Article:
Jira Plugin development doubts EDITED

Hello Team,

I have few questions regarding app development for Cloud Jira version:-

  1. if we use Forge platform to develop plugins and if we also have our own custom REST service, how will this be managed? As in, App will be hosted by Atlassian but how about the REST services? will this be taken care by Atlassian as well? or we should take care of hosting the REST API? please advise

  2. In the last Atlassian developer event, we noticed quite a lot of improvement towards Forge, is this an indication that some day Connect will be grounded?

  3. What’s the best way to store custom data? what’s the best practice? We could use database for storing custom data but what about hosting it in production environment for Forge and Connect?

  4. Is it possible that we can debug apps in our local environment via Connect without NgRok?

  5. For hosting Forge apps on Atlassian, do we get charged for that?

Any help is much appreciated.

Thanks

:wave: Welcome! Quite a lot of questions here :sweat_smile:.

I’ll do my best to answer some but a few of them require a bit more nuance about context of what you want to build.

A big “it depends.” Do you need the REST service to be available to clients other than your app? If so, the only option with Forge is to expose the app via a webtrigger: https://developer.atlassian.com/platform/forge/manifest-reference/modules/web-trigger/. But might not be the best path depending on what you want to do. If your app is the only client, then you might not need a REST API and can get away with using Forge’s function module to effectively reproduce a REST-like interfact: https://developer.atlassian.com/platform/forge/manifest-reference/modules/function/.

We had someone ask this question recently during Developer Day and @tpettersen shared this answer that I think applies:

We are continuing to improve Forge’s feature set with respect to interacting with remote services (more on this later in the keynote) and we are committed to providing effective parity between Forge and Atlassian Connect. This should make it easier to migrate to or choose Forge over Atlassian Connect in the future. But this doesn’t mean we’ll be deprecating Connect any time soon.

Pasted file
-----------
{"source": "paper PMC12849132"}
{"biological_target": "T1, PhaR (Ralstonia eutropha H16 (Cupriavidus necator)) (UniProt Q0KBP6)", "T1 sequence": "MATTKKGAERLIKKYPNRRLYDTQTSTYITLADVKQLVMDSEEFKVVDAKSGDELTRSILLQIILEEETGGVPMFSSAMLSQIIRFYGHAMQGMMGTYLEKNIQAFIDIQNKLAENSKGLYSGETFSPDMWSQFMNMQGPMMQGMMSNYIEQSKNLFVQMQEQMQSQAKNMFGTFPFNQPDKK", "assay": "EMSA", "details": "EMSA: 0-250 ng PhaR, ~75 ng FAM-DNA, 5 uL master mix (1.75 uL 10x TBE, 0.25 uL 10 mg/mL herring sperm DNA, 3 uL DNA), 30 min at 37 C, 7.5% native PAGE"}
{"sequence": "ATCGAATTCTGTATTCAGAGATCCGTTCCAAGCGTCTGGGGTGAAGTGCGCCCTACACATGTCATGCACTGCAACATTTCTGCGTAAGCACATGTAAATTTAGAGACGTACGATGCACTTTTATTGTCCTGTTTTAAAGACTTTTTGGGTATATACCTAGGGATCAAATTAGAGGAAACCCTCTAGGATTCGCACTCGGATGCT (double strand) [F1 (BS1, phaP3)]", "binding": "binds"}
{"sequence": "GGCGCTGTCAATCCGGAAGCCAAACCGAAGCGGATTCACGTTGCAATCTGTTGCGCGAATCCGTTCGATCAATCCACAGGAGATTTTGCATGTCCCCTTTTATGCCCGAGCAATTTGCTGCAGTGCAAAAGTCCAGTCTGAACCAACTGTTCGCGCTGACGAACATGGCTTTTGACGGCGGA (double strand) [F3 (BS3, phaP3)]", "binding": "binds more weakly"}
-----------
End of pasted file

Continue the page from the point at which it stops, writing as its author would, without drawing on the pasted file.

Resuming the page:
However we do plan to deprecate some technologies that often lead to security issues in Atlassian Connect apps today, like remote iframes and JWT auth. That said, we realise how important Atlassian Connect is to our Marketplace Partners (and our mutual customers!) so any deprecations will come with plenty of time and support to make the requisite changes in their current Atlassian Connect apps.

This is one of the “it depends” questions. And it depends on the platform you’re using. Both Forge and Connect provide some types of storage - Storing data with entity properties and Storage. What type of data do you want to store? If neither of these options make sense for you, then you may want to also explore storing data yourself.

This is a good question for someone with more experience building on Connect than me, but thhe example code on this doc leads me to believe that you could use localhost directly while building your app on Connect: Security for Connect apps

Per https://developer.atlassian.com/platform/forge/platform-quotas-and-limits/, you are not charged but there are limits in place. These guidelines apply until the end of December 2023.

Again, a lot of complex questions here that require more nuance and context. My advice would be, try building a proof of concept on Forge. Does it do all of the things you want it to do? If so, keep giving it a go. If not, try doing the same on Connect.

You’ll need to have the descriptor to be available on the public internet (so that you can be installed). Once you’ve done that - you’ll need to serve the pages etc on the same host… So in theory you could avoid using ngrok by having some other public proxy (or having your dev machine directly on the public internet) - but ngrok will make it a lot easier.

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It is also required to support TLS (https). You can implement letsencrypt, but ngrok is much easier to resolve all these requirements

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